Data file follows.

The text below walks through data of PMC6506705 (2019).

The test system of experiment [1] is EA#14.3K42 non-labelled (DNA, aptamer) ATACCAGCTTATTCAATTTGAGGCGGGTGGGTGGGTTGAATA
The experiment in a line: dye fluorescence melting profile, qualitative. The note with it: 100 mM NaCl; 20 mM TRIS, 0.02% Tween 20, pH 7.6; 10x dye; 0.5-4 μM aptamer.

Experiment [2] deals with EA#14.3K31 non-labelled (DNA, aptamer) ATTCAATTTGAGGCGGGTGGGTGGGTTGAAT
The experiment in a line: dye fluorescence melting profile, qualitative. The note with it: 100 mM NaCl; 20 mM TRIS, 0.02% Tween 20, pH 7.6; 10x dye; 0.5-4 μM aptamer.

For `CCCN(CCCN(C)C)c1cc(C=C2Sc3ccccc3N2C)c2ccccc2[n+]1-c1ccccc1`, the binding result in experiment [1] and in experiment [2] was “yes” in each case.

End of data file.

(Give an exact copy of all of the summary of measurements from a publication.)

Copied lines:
The text below walks through data of PMC6506705 (2019).

The test system of experiment [1] is EA#14.3K42 non-labelled (DNA, aptamer) ATACCAGCTTATTCAATTTGAGGCGGGTGGGTGGGTTGAATA
The experiment in a line: dye fluorescence melting profile, qualitative. The note with it: 100 mM NaCl; 20 mM TRIS, 0.02% Tween 20, pH 7.6; 10x dye; 0.5-4 μM aptamer.

Experiment [2] deals with EA#14.3K31 non-labelled (DNA, aptamer) ATTCAATTTGAGGCGGGTGGGTGGGTTGAAT
The experiment in a line: dye fluorescence melting profile, qualitative. The note with it: 100 mM NaCl; 20 mM TRIS, 0.02% Tween 20, pH 7.6; 10x dye; 0.5-4 μM aptamer.

For `CCCN(CCCN(C)C)c1cc(C=C2Sc3ccccc3N2C)c2ccccc2[n+]1-c1ccccc1`, the binding result in experiment [1] and in experiment [2] was “yes” in each case.